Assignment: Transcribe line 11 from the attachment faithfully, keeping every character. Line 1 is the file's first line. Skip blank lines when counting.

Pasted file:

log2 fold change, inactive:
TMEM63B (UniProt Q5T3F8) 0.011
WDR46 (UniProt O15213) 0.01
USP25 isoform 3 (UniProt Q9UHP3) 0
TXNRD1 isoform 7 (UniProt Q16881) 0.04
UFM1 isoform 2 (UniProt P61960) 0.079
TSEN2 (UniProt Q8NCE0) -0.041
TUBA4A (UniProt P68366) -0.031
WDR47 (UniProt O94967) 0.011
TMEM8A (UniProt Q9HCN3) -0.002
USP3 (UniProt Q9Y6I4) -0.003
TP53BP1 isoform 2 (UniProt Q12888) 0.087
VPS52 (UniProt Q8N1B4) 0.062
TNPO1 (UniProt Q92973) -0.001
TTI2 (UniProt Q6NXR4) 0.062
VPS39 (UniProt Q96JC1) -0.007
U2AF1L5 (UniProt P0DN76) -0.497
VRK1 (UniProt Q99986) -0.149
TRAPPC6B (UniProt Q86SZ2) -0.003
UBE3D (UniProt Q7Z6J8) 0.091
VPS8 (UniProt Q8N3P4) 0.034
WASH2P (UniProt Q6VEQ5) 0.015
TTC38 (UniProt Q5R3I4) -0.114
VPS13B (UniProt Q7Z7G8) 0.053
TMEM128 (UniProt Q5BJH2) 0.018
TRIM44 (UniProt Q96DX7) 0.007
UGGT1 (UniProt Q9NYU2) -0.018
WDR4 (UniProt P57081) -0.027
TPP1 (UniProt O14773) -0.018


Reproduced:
USP3 (UniProt Q9Y6I4) -0.003